As previous L-1B guidance has suggested, “advanced knowledge” for L-1B purposes refers to knowledge of a company’s specific processes and procedures “that is not commonly found in the relevant industry and is greatly developed or further along in progress, complexity and understanding than that generally found within the petitioning employer.” Determination of whether a worker has advanced knowledge requires comparison to that employee’s knowledge to knowledge of others within the organization. The guidance states that advanced knowledge need not be proprietary in nature or narrowly held within the employer’s organization. Furthermore, an L-1B worker does not need to have both advanced and specialized knowledge in order to qualify for the classification.
The same factors and descriptions of evidence outlined in the guidance apply to proving advanced knowledge as they do to proving specialized knowledge. The key distinction is whether the knowledge refers to a product, service, research, equipment, techniques, management, or other interests and its application to international markets or uncommon knowledge of a company’s processes or procedures.
The proposed guidance most promisingly attempts to directly counter several trends in L-1B classification decisions. The guidance makes clear that:
1. Proprietary knowledge is not required for L-1B status;
2. Qualifying for L-1B classification does not require the employee to posses knowledge that is unique to the sponsoring employer;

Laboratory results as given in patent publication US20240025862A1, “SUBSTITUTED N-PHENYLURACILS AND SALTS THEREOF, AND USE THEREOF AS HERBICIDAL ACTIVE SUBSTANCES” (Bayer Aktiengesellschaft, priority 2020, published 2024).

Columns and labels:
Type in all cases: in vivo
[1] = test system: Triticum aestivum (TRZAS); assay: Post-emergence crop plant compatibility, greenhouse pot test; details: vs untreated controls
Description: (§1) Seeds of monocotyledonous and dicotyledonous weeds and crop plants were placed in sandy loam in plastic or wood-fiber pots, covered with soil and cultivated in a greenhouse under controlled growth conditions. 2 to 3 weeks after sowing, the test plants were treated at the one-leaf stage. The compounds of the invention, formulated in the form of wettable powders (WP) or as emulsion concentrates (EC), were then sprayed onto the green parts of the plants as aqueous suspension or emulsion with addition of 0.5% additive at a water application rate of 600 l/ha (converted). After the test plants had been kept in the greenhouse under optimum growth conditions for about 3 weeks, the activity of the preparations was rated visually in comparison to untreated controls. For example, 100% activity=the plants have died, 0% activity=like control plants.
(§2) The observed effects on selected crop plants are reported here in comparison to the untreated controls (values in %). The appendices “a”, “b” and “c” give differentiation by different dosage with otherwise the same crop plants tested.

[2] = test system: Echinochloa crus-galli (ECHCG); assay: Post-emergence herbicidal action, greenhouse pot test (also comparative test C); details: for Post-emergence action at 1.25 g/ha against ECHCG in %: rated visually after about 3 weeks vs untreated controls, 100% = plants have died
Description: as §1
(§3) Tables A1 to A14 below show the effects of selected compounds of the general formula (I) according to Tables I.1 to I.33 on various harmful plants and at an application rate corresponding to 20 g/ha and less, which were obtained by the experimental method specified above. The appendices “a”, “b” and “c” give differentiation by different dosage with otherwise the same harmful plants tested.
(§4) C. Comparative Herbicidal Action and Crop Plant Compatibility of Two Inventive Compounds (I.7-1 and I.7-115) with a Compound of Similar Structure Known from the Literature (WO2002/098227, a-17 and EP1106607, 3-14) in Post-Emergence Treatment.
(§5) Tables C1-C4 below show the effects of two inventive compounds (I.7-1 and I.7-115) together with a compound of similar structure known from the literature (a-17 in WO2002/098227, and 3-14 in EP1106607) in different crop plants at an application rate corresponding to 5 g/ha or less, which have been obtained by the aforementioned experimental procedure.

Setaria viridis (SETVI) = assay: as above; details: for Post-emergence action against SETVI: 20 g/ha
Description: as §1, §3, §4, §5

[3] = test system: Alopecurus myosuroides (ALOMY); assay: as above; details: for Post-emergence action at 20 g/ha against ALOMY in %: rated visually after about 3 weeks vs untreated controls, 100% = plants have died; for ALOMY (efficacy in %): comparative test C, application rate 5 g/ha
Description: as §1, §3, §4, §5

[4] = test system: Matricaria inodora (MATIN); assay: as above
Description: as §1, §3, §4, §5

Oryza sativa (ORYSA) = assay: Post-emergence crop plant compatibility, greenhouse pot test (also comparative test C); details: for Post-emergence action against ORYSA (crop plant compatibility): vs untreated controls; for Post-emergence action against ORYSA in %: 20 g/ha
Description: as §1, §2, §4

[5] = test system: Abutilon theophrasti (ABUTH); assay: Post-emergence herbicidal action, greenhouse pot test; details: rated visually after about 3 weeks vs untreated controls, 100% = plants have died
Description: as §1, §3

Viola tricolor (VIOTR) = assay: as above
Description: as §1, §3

3. L-1B status does not require the sponsored employee to have expertise narrowly held within the petitioning employer’s business; and
4. A high salary is not required for L-1B status, either in comparison to the industry or others within the petitioning employer.
Third Party Worksites
The L-1 Visa Reform Act of 2004 was intended to regulate “job shops,” which are situations in which an L-1B employer would be placed at the worksite of an unaffiliated employer (i.e. not the petitioner). The new L-1B policy guidance provides additional guidance for valid third-party placement situations, giving definition to the “control and supervision” aspect of the L-1 Visa Reform Act. The petitioning employer must show that the third party lacks principal control and supervision of the L-1B worker by demonstrating that the petitioner retains the authority to:
1. Dictate the manner in which the L-1B worker performs the work;
2. Reward/discipline the L-1B worker for work performance; and
3. Provide the worker’s salary and any normally provided employer benefits.
To demonstrate that the arrangement is not a “work for hire’ situation, the petitioning employer must demonstrate that the purpose of the offsite placement is for the benefit of the petitioning employer and that the L-1B worker’s specialized knowledge is specific to the petitioning organization, and not to the third-party employer.
Public comments on the proposed guidance will be accepted through May 8, 2015. Agency training will occur over the summer, and the finalized guidance will become effective Aug. 31, 2015. The key issues at that point will be how well USCIS trains its officers to ensure proper implementation of this guidance, how consistently L-1B petitions will be adjudicated moving forward, and whether CBP and consular officers will choose to follow the guidance.
Our attorneys are vastly experienced in preparing both L-1A and L-1B applications. If you are interested in applying for this visa category, please contact us to schedule a consultation today!